ward-winning broadcaster and writer Lemn Sissay will be among a number of people recognised with royal honours at Windsor Castle on Wednesday.
The 54-year-old, who was the official poet of the 2012 London Olympics, will receive an OBE for services to literature and to charity.
Mr Sissay, whose mother arrived in Britain from Ethiopia pregnant with him in 1966, spent his early life in foster care and children’s homes, an experience which features in his literary work.
Throughout his career, he has seen the publication of nine of his books, the production of seven plays, and four further radio plays.
Among his achievements are an MBE, which he received in 2010, and being elected chancellor of the University of Manchester in 2015.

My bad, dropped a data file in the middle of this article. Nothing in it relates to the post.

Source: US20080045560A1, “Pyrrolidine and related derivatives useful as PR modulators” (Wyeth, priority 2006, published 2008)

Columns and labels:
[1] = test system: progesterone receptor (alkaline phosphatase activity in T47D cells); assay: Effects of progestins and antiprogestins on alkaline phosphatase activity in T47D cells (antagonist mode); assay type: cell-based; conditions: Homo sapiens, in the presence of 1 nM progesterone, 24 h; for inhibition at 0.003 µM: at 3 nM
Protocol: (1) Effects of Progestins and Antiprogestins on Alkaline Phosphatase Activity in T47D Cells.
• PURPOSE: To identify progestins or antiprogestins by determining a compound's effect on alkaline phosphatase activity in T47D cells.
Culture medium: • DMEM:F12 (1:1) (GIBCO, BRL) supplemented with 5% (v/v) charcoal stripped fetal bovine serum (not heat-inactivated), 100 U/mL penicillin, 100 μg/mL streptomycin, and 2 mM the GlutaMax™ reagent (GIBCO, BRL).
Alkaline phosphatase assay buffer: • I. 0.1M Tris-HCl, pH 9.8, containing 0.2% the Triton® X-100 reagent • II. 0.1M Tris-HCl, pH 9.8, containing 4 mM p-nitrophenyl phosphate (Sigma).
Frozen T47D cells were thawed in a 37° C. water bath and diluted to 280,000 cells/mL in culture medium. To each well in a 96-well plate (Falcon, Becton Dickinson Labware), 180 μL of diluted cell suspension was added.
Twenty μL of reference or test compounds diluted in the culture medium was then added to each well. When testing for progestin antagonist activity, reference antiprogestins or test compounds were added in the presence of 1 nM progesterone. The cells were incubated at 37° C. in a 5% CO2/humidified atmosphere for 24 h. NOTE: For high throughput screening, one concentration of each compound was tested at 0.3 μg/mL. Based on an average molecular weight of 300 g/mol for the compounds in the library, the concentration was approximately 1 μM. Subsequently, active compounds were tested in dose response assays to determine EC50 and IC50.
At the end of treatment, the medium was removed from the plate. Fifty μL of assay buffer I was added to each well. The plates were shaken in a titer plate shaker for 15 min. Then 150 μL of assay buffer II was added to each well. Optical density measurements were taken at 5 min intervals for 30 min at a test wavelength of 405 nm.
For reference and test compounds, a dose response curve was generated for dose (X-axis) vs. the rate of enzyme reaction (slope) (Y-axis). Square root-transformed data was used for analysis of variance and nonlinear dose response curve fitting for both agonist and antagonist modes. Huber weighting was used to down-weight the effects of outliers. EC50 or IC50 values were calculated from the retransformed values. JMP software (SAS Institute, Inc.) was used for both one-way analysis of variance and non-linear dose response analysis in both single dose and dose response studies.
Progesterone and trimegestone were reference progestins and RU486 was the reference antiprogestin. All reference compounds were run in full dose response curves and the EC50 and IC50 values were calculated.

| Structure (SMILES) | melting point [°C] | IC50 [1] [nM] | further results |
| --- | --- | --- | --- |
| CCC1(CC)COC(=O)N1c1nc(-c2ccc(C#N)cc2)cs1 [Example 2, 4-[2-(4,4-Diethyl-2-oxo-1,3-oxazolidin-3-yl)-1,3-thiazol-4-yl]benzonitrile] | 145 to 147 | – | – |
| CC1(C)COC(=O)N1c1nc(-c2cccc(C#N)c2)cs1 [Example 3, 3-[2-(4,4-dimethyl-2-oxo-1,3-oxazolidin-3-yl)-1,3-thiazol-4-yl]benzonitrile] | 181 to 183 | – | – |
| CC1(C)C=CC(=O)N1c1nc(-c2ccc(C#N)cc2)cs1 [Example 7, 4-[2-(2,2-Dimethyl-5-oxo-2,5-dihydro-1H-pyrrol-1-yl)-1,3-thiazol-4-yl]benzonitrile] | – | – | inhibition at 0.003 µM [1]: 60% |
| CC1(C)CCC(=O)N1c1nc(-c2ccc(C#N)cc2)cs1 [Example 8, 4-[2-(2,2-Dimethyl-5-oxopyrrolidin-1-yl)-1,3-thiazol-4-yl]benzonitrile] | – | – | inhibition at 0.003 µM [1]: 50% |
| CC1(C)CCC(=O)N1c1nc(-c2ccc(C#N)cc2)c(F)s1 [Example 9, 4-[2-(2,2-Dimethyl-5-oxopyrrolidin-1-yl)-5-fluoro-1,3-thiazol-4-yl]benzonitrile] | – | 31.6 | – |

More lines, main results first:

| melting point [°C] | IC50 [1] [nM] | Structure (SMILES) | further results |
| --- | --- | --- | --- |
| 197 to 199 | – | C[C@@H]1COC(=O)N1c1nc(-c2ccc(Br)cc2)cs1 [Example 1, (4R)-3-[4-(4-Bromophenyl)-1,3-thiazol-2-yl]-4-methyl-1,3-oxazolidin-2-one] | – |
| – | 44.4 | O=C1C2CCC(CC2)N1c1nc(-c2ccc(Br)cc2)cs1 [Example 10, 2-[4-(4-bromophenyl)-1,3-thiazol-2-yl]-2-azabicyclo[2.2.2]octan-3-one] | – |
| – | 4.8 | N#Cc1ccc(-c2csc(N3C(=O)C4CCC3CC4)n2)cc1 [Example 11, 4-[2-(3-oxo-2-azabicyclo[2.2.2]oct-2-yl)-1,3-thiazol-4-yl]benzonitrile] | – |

While in the position, he set up a bursary scheme to boost the number of black law students in 2017.
He also became a member of the board of trustees of the Foundling Museum – which tells the story of the Foundling Hospital, Britain’s first home for children at risk of being abandoned.
In 2019 he was awarded the PEN Pinter Prize for authors who take an “unflinching, unswerving” look at the world.
Mr Sissay has appeared numerous times on television, including in the Southbank Show and BBC shows Grumpy Old Men, Winter Walks, and Have I Got News For You, as well as being a regular contributor to BBC Radio 4’s Saturday Live programme.
Others to be recognised include Nigerian-born but London-based novelist Irenosen Okojie, who will receive an MBE for services to literature.
Her first novel, Butterfly Fish, won the Betty Trask Award in 2016, while her story Grace Jones was awarded the Caine Prize for African Writing in 2020 – an accolade for the best short story by an African writer in the English language.